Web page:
Neurotransmitters play a central role in complex neural networks by serving as chemical units of neuronal communication.  Quantitative optical methods for the detection of changes in neurotransmitter levels has the potential to profoundly increase our understanding of how the brain works. Therapeutic drugs that target neurotransmitter release are used ubiquitously to treat a vast array of brain and behavioral disorders.  For example, new methods in this sphere could provide a new platform by which to validate the function of drugs that alter modulatory neurotransmission, or to screen antipsychotic and antidepressant drugs.  However, currently in neuroscience, few optical methods exist that can detect neurotransmitters with high spatial and temporal resolution in vitro or in vivo.  Brain tissue also readily scatters visible wavelengths of light currently used to perform biological imaging, and neuronal tissue and has an abundance of biomolecules that are chemically or structurally similar and therefore hard to specifically distinguish.  Furthermore, neurotransmission relevant processes occur at challenging spatial  and temporal scales.    UC Berkeley investigators have developed polymer-functionalized carbon nanotubes for in vitro and in vivo quantification of extracellular modulatory neurotransmitter levels using optical detectors. The method uses the fluorescent optical properties of polymer-functionalized carbon nanotubes to selectively report changes in concentration of specific neurotransmitters. The scheme is novel in that the detection method applies to wide variety of specific neurotransmitters, it is an optical method and therefore gives greater spatial information, and enables the potential for imaging of one or more neurotransmitters. The optical method also produces less damage to the surrounding tissue than methods that implant electrodes or cells and allows high resolution localization with other methods of optical investigation. The invention takes advantage of favorable fluorescence properties of carbon nanotubes, such as carbon nanotube emission in the near infrared and infinite fluorescence lifetime.  The near infrared emission scatters less than shorter wavelengths, enabling greater signal recovery from deeper tissue, and allows greater compatibility with other techniques. The optical properties also enable long term potentially even chronic use. 

An Aza-Diels-Alder Approach To Polyquinolines

The invention is a simple and inexpensive synthetic approach to a diverse library of new polymeric materials with a host of useful and unique properties. Most notably, these materials can serve as precursors to rationally designed and bottom-up synthesized graphene nanoribbons (GNRs), including N-doped GNRs and GNRs with precisely defined and functionalized edges.

Chemically Modified Surfaces With Self Assembled Aromatic Functionalities

The invention is a method for mild and facile chemical modification of electroactive surfaces that permits tailoring of their physical properties and protects against corrosion.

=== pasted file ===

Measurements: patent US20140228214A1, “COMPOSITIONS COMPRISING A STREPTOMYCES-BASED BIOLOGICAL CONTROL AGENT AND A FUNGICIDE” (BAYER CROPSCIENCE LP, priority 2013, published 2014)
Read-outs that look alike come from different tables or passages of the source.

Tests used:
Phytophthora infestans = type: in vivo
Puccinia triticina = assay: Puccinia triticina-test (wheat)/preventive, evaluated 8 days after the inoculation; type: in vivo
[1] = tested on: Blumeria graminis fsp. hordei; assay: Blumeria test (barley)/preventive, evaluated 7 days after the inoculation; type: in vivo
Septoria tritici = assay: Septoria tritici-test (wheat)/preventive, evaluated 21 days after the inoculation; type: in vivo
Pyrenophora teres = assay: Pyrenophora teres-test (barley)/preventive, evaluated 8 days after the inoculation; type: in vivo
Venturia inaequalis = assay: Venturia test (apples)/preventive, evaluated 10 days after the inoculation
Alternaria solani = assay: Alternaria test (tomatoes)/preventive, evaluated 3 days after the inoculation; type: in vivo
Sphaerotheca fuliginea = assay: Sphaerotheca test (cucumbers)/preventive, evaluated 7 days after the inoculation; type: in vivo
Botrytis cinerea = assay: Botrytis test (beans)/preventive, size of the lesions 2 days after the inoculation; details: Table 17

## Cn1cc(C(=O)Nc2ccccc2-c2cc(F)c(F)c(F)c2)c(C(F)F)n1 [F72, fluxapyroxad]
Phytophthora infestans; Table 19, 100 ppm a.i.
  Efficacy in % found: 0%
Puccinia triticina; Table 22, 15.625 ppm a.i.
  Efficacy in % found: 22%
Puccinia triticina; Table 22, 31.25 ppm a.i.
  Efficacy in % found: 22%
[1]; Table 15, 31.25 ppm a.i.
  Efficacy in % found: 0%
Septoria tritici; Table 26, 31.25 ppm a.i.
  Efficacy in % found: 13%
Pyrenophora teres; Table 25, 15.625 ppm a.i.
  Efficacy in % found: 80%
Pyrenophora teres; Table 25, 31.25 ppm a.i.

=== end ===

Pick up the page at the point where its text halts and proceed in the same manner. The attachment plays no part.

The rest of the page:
Pyrite Shrink-Wrap Laminate As A Hydroxyl Radical Generator

The invention is a diagnostic technology, as well as a research and development tool. It is a simple, easy to operate, and effective platform for the analysis of pharmaceuticals and biological species. Specifically, this platform generates hydroxyl radicals for oxidative footprinting – a technique commonly employed in protein mapping and analysis. The platform itself is inexpenisve to fabricate, scalable, and requires nothing more than an ordinary pipet to use. In addition, it is highly amenable to scale-up, multiplexing, and automation, and so it holds promise as a high-throughput method for mapping protein structure in support of product development, validation, and regulatory approval in the protein-based therapeutics industry.

Fast Micro- or Nano-scale Resolution Printing Methods and Apparatus

Fast, affordable three-dimensional printing or 3D manufacturing at micron or nano-scale is a holy grail for many high-tech industries. Current state of the art has generally been limited to smallest feature sizes in the 5-10 micron range, with metal-based 3D printer systems held at 100 microns. Another problem is 3D printers are limited to polymer media or require large laser sources. To address these issues, researchers at the University of California, Berkeley, have developed methods and devices to efficiently deposit desirable constituent materials (e.g. metallic, semiconducting, insulating, etc.) with precise micron and nano-scale resolution and without expensive laser requirements. These methods show promise in terms of fast sub-5 micron print speeds, material versatility, and structure sophistication. This is an entirely new fabrication tool, which is unencumbered by the limitations of existing 3D print-like functions, paving the way to arbitrary 2D and 3D nanoscale structures and devices that cannot be fabricated in any other way.

Multifunctional Cement Composites With Load-Bearing And Self-Sensing Properties

This invention consists of a rapid, simplified, lower-cost method for production of a cement composite with enhanced load-bearing and damage detecting properties.

Durable, Plasticization-Resistant Membranes using Metal-Organic Frameworks